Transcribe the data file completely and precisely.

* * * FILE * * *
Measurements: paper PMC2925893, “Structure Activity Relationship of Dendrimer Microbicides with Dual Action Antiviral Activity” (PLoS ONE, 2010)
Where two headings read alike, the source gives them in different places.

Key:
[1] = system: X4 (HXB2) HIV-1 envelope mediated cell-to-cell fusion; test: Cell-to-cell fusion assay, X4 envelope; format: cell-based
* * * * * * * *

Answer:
Measurements: paper PMC2925893, “Structure Activity Relationship of Dendrimer Microbicides with Dual Action Antiviral Activity” (PLoS ONE, 2010)
Where two headings read alike, the source gives them in different places.

Key:
[1] = system: X4 (HXB2) HIV-1 envelope mediated cell-to-cell fusion; test: Cell-to-cell fusion assay, X4 envelope; format: cell-based